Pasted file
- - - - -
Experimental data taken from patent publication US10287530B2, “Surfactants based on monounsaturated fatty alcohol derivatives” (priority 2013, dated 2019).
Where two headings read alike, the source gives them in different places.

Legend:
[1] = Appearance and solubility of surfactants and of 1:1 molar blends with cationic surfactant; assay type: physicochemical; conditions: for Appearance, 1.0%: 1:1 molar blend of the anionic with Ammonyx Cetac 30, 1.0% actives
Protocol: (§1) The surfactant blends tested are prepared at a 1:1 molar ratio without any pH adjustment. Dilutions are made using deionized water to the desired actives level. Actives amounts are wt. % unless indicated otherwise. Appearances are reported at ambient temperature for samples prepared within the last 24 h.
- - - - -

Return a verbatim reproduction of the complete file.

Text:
Experimental data taken from patent publication US10287530B2, “Surfactants based on monounsaturated fatty alcohol derivatives” (priority 2013, dated 2019).
Where two headings read alike, the source gives them in different places.

Legend:
[1] = Appearance and solubility of surfactants and of 1:1 molar blends with cationic surfactant; assay type: physicochemical; conditions: for Appearance, 1.0%: 1:1 molar blend of the anionic with Ammonyx Cetac 30, 1.0% actives
Protocol: (§1) The surfactant blends tested are prepared at a 1:1 molar ratio without any pH adjustment. Dilutions are made using deionized water to the desired actives level. Actives amounts are wt. % unless indicated otherwise. Appearances are reported at ambient temperature for samples prepared within the last 24 h.